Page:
To end on a happier note, I did negotiate a 7% pay raise (which is a lot less than it sounds like!), which will help offset my increased 401(k) and withholding. S should get his standard 2% increase, which will help a bit, too.

Irritated

July 2nd, 2014 at 06:11 pm

S has a very small rollover IRA at Fidelity. ($2300) We just recently rolled an old 401(k) into it, so now we're ready to invest in something other than a money market mutual fund. I figured Vanguard's Total Stock Market Index would be the way to go, but unfortunately Vanguard raised their minimum investment to $3000, even for IRAs. So, after some searching and finding almost *no* funds that have less than a $2500 minimum, I figured I'd invest in the Vanguard STAR fund and then, once it hit $3K or greater, exchange into the VTSMX.

Except when I tried to do the trade, I kept getting an error that the fund has a $2500 minimum. So, more research, and I combed through the 10,000+ funds that Fidelity offers as open to new investors, and couldn't find any with a minimum of less than $2500. Fishy. I checked the IRA account agreement, and it says nothing about minimum investments, except that you must meet the fund's minimum requirement. I contacted Fidelity and sure enough, the only mutual funds you can invest less than $2500 in through their accounts are money market mutual funds.

I'm not entirely irritated with their policy, but I'm irritated that a) it's not mentioned in the account agreement anywhere, and b) both the account agreement and the trading platform give the impression that it's the fund's minimum investment requirement that matters, and not Fidelity's. (In fact the trading platform specifically states, "The selected mutual fund has a minimum investment requirement of $2,500.")

So I have a few options: 1) I can leave the money in the money market mutual fund; 2) I can contribute an additional $200-700 to bring the account up to $2500-3000 and invest in one of the Vanguard funds; 3) I can invest in an ETF or stock; or 4) I can transfer the IRA to a new Vanguard IRA and follow the STAR-to-VTSMX plan.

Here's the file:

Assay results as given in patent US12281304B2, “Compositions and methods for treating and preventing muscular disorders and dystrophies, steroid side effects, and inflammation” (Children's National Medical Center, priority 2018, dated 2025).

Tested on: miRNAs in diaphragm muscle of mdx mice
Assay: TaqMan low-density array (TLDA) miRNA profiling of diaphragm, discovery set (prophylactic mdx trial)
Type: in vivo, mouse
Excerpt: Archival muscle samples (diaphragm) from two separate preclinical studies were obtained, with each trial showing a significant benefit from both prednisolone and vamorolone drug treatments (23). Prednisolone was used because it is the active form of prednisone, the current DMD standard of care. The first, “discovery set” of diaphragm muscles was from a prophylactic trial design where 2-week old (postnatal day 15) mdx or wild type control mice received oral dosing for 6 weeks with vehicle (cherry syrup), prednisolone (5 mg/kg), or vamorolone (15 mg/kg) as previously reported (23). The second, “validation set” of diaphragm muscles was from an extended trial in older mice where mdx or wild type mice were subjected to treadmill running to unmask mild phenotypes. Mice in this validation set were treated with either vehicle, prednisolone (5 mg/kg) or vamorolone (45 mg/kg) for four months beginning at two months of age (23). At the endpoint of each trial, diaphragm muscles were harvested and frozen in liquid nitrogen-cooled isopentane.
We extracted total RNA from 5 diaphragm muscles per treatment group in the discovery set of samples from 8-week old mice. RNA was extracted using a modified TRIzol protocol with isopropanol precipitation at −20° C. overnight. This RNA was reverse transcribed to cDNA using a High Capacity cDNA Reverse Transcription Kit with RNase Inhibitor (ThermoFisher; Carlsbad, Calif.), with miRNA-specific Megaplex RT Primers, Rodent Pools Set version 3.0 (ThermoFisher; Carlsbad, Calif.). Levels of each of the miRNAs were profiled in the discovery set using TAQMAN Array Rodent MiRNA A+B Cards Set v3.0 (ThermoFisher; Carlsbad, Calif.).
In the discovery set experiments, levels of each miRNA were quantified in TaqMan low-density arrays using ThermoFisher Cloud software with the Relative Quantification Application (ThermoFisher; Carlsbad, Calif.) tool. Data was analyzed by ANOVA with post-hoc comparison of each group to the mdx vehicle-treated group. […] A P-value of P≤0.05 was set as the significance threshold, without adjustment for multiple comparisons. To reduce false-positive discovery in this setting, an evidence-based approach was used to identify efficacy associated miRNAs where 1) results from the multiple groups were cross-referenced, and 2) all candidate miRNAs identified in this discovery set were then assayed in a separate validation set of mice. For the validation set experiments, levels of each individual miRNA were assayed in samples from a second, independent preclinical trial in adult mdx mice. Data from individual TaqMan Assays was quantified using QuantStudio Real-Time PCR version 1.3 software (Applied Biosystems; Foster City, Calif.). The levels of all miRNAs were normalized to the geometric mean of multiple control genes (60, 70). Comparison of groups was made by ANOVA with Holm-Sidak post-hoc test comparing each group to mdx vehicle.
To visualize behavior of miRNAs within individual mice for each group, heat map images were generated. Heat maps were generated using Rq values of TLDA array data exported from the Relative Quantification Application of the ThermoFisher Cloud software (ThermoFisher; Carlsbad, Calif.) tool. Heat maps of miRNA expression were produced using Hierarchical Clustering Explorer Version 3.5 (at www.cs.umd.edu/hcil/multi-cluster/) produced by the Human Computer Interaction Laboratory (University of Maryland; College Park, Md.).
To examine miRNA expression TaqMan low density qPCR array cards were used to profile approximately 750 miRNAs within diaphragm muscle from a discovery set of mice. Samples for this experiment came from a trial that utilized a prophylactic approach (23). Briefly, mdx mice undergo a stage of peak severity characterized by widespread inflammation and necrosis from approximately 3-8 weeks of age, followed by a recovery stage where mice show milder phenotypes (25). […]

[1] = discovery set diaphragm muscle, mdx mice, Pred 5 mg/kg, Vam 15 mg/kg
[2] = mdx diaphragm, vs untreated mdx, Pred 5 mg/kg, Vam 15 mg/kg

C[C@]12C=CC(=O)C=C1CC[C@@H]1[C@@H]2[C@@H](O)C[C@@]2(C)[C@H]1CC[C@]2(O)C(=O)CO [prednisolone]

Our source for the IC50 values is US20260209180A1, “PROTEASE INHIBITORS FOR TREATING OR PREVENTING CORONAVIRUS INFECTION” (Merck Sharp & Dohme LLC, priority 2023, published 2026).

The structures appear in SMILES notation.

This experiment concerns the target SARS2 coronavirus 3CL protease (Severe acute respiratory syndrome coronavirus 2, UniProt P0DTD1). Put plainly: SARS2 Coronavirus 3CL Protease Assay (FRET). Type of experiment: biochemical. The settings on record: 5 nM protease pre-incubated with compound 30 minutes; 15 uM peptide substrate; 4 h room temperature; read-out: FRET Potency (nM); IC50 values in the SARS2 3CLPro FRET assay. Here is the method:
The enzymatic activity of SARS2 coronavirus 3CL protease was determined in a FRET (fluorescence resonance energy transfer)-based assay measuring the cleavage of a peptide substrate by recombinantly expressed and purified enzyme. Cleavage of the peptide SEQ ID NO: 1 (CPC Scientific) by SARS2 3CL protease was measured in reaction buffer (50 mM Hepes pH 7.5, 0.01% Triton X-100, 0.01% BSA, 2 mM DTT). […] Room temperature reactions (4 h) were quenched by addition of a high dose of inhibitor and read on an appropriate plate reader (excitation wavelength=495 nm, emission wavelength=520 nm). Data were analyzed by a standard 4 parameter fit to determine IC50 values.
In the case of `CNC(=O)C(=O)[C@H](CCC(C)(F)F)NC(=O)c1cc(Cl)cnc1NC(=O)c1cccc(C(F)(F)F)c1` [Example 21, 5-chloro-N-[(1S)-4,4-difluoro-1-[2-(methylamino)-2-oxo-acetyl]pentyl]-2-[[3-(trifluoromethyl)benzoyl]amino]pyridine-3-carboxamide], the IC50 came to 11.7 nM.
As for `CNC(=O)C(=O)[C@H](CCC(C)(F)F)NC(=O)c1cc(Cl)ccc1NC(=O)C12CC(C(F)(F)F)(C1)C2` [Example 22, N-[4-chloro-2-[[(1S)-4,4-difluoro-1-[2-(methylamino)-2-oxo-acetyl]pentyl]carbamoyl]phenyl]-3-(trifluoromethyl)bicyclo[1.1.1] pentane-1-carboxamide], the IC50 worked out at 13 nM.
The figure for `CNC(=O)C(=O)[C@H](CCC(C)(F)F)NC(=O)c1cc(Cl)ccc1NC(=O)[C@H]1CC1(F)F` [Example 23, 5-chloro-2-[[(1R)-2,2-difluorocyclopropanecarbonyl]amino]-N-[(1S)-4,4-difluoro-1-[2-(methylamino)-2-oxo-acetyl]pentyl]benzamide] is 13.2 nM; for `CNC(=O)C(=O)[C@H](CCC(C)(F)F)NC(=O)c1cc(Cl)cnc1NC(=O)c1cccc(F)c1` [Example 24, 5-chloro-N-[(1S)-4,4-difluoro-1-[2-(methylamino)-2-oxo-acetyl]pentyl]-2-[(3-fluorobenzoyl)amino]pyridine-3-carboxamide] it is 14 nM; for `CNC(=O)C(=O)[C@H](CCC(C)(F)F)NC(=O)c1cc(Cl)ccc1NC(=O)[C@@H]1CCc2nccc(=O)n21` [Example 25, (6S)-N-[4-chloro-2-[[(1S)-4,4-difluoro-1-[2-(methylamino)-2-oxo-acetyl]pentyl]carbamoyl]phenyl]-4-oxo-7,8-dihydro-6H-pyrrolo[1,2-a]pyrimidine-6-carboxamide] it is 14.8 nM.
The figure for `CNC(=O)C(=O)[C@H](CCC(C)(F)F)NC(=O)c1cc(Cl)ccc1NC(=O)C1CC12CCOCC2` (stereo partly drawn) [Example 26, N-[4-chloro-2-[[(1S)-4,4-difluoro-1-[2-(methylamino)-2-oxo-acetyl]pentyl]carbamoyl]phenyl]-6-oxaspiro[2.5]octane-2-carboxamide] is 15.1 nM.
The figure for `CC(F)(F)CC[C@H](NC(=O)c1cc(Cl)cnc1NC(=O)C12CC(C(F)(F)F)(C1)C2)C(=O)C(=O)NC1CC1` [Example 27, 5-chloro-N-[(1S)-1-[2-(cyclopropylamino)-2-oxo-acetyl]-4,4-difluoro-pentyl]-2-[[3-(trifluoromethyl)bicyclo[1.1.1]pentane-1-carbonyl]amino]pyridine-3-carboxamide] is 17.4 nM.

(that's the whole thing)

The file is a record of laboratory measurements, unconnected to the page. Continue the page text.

Number 1 is least desirable, because the money is earning almost no interest and since this is long-term retirement savings, I'd rather maximize earnings as much as possible. Number 2 is not much better, since we don't qualify for a deductible IRA and I'd rather use the $200-700 to pay off debt at this point (plus honestly I chafe at feeling compelled to contribute to an IRA simply so that I can invest in a product that might actually make money!). Number 3 is doable, Vanguard has a Total Stock Market ETF with essentially identical performance as the mutual fund. Number 4 is attractive primarily because of my pique at Fidelity.

Actually number 3 is probably the best choice, now that I've listed them all out, because it will get me invested in the better-performing fund from the start. (The STAR fund has been significantly underperforming the Total Stock Market Index for the last couple of years.) In my still-irritated state, though, it would be satisfying to tell Fidelity to stuff it. (Although a) they probably would never know or care why I transferred the account and b) S's current 401(k) is at Fidelity and is a much larger account, and of course we can't move that one.)

So I guess I'll stay at Fidelity and buy the Vanguard ETF -- but I might wait a day or two until I'm less irritated about the whole thing!

Rethinking My Payoff Plan

March 26th, 2014 at 03:19 pm

I have lots and lots of debt, but I'm on track to have it all paid off within 10-11 years, assuming minimal commissions on S's job and 1-2% annual pay increases only for the next 3 years. (S's income fluctuates; he does have a base and generally gets 3% COLA, but commissions vary by tens of thousands of dollars each year.)

Basically, I have the following types of debt:

Credit Cards and Lending Club Loan
401(k) Loans
Personal (Family) Loans
Real Estate Backed Loans

My plan has been to pay them off in that order, in essentially a snowball (or avalanche, I guess they're called now, since I'm paying the highest interest rates off first), and then I'll have nearly $5,000 a month freed up for savings, investing, etc.